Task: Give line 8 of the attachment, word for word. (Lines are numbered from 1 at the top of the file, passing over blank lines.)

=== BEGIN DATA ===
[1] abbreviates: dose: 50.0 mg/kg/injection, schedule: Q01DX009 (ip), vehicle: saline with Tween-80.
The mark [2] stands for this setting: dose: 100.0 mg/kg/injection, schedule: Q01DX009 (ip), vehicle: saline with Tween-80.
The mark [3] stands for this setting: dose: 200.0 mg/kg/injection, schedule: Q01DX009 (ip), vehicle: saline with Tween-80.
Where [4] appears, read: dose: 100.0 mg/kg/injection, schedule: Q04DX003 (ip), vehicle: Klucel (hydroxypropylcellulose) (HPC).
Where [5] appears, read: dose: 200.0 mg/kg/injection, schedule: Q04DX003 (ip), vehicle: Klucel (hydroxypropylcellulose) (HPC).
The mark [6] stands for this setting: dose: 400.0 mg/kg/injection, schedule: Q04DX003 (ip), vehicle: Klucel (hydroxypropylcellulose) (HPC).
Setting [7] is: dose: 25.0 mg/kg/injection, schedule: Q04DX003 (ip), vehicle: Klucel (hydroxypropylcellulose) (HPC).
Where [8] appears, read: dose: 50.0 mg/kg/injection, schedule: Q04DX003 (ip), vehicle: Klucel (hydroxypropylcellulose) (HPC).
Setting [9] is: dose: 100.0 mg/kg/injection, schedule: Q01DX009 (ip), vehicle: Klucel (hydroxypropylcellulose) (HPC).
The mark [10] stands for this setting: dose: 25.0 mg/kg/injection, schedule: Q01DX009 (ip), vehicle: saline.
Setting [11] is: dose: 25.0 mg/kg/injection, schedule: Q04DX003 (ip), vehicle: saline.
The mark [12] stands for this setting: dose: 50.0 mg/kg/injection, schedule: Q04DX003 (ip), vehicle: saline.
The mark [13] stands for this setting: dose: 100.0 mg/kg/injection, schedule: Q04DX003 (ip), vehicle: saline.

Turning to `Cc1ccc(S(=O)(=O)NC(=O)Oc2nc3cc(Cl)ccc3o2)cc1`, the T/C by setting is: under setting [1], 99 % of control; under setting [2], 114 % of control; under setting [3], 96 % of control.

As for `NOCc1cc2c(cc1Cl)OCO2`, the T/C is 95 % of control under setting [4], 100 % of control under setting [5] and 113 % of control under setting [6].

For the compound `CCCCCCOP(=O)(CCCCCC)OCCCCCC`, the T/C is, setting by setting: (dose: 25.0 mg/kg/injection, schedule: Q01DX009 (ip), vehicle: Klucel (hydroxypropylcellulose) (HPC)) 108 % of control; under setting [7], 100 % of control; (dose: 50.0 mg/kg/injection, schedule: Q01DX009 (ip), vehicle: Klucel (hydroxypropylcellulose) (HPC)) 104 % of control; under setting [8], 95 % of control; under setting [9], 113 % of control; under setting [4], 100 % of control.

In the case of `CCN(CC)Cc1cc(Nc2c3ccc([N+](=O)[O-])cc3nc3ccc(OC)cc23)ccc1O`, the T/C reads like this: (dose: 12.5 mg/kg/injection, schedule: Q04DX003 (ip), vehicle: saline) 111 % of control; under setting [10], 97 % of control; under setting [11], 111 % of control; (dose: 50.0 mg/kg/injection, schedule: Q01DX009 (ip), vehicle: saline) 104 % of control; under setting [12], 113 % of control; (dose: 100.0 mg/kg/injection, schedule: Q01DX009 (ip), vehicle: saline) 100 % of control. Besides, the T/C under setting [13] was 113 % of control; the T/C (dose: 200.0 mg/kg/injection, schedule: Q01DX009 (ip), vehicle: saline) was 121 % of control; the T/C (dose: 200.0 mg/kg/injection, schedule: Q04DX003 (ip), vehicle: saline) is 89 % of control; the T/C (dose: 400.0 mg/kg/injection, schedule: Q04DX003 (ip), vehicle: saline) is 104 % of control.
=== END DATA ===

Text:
Where [8] appears, read: dose: 50.0 mg/kg/injection, schedule: Q04DX003 (ip), vehicle: Klucel (hydroxypropylcellulose) (HPC).